That’s the insistent, even defiant, message of some 25 striking Iranian works on display at the Grey Art Gallery this fall, where calligraphic letters and poetic fragments, drained of meaning, swim on canvasses as if in a sea of alphabet soup, bits of latticed grillwork and other elements from traditional Islamic architecture lie in a jumble, and holy Shi’ite symbols and icons are reduced to their basic shapes—emptied of religious significance.

These paintings, drawings, sculptures, and jewelry pieces date from a time of blossoming creativity during the decades leading up to the1979 Revolution, when a rapidly modernizing Iran was in the midst of tremendous political, economic, and social change. The arts flourished there during this period with the founding of the Shiraz Arts Festival, which drew international talent such as Peter Brook and Ravi Shankar for 11 summers. The inauguration of the Tehran Museum of Contemporary Art in 1977 brought modernist works from around the world, and Iranian visual artists, many of whom had studied in the West, turned to centuries of Persian heritage to create a politically frank modernism all their own. Art critic Karim Emami took note of their new visual language, coining the term saqqakhaneh art to characterize works that drew on traditional Shi’ite structures.

The pieces in this small Grey Art Gallery show are relics from a pre-Revolutionary era in which art by the Iranian avant-garde moved freely throughout the world’s galleries—in contrast to today, when political sanctions all but prevent Iranian and American museums from lending each other works. Together, they make up a mere fraction of the Grey Art Gallery’s complete collection of modern Iranian art, which is the world’s largest outside of Tehran.

How they got here, Grey Art Gallery director Lynn Gumpert explains, is the stuff of University legend.

“It essentially started with a cold call in the early 1970s,” she explains, from Abby Weed Grey. The Minnesota widow had begun collecting art after her husband’s death, and, by 1967, had amassed the largest assortment of Iranian modern art outside of Iran. After falling in love with the scene in Tehran on the first of many visits, Mrs. Grey had become close with a number of Iranian artists, some of whom spent time in residencies and fellowships she helped arrange for them in the Twin Cities.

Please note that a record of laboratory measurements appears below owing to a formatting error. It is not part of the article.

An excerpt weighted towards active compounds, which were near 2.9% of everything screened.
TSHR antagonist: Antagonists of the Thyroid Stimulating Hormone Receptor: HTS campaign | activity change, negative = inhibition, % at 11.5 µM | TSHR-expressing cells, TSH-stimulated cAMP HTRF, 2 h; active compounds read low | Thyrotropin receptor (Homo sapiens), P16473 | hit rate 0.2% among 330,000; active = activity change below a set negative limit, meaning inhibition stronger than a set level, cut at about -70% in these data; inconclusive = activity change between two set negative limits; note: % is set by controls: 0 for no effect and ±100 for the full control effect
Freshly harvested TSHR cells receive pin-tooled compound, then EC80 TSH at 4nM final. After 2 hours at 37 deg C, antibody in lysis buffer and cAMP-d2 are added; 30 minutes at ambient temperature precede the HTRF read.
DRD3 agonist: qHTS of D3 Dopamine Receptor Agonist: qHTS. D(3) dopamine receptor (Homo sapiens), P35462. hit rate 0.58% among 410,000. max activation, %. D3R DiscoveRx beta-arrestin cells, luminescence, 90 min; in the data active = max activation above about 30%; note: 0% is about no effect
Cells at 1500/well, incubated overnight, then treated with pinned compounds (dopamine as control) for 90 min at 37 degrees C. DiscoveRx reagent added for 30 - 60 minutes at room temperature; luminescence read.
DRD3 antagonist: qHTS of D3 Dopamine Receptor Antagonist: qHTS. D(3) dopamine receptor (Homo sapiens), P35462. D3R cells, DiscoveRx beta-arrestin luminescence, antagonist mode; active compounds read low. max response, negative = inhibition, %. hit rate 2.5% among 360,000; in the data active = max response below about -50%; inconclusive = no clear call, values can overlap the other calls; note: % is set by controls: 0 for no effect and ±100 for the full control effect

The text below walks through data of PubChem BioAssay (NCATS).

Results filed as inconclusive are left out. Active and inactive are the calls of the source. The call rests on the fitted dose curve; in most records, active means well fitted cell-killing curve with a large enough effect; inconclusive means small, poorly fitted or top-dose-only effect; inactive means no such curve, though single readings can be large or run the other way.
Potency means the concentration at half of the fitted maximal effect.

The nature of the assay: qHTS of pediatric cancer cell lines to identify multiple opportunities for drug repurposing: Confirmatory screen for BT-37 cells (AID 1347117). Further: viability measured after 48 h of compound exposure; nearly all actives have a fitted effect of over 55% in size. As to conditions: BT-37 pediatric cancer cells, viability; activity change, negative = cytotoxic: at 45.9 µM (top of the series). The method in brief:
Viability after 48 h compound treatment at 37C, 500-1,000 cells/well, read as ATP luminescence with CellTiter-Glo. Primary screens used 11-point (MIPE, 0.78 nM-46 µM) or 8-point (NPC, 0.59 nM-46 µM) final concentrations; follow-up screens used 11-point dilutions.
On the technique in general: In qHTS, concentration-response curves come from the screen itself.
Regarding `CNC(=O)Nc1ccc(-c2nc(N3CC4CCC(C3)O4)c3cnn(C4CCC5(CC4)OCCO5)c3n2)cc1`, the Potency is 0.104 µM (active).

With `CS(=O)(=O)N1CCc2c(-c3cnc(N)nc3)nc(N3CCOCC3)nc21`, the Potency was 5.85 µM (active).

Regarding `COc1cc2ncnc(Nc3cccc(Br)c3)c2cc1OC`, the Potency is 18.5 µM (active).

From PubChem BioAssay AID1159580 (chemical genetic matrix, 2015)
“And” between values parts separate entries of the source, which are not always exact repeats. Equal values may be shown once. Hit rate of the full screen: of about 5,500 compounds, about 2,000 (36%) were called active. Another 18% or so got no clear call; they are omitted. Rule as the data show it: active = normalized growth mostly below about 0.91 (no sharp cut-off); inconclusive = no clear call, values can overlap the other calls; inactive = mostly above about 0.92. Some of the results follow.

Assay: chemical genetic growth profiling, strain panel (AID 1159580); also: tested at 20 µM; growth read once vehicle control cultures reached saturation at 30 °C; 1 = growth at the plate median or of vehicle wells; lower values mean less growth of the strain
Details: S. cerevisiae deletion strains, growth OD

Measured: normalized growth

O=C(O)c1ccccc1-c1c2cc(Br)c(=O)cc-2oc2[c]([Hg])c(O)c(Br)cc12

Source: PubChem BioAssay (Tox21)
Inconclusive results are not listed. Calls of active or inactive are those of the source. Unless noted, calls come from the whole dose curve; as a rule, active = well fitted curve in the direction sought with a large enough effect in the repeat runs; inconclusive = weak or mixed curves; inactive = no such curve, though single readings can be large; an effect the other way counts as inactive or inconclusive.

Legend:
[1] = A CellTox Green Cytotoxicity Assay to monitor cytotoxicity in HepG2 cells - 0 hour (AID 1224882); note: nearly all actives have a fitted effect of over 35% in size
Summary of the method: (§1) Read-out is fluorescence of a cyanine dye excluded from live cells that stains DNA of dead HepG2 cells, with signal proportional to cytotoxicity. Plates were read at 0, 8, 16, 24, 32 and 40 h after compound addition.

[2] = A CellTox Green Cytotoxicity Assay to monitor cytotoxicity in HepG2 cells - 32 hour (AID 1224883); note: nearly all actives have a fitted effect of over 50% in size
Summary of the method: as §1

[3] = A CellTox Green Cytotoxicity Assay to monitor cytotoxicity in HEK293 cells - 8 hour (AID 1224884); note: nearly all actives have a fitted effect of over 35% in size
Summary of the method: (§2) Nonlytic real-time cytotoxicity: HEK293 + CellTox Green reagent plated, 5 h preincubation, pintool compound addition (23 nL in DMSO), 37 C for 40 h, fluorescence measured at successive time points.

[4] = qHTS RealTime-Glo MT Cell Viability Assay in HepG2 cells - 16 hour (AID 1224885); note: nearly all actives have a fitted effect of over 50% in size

Now she was looking for somewhere to house her treasures—and she’d gotten to know NYU, as the story goes, by watching Sunrise Semester, an early effort at educational TV that offered college-level courses on CBS. “Mrs. Grey rose early in St. Paul,” Gumpert says, and watched Sunrise Semester beginning at 6 am. Two of her favorite lecturers were Peter Chelkowski, an NYU Middle Eastern and Islamic studies professor who taught Persian history on the show, and NYU art history professor Ruth Bowman. Mrs. Grey called Chelkowski, and one thing led to another: In 1975, she donated most of her nearly 700 works of modern Asian and Middle Eastern art to NYU and endowed the Grey Art Gallery to house them. Bowman became the museum’s first curator.

In 2002, the Grey Art Gallery presented works from the Iranian collection in Between Word and Image: Modern Iranian Visual Culture, a landmark exhibition that brought together fine art, posters, and photographs from around the time of the 1979 Revolution. More than a decade later, this smaller show complements Asia Society’s concurrent Iran Modern, a two-floor exhibition for which NYU has loaned several of the Grey Art Gallery works and letters from the pioneering Mrs. Grey to her beloved artists.

“Abby Weed Grey was truly ahead of her time,” Gumpert says. “She was really one of the first Westerners to go and seek out artists in Iran.” That a major show like Iran Modern exists today is a testament to her belief that art was a universal language that could speak across continents. Her motto, as touching as it is perhaps naïve, was “one world through art.”

A handful of highlights from Modern Iranian Art: Selections from the Abby Weed Grey Collection at NYU, which runs through December 7, appear in the slideshow above.

—Eileen Reynolds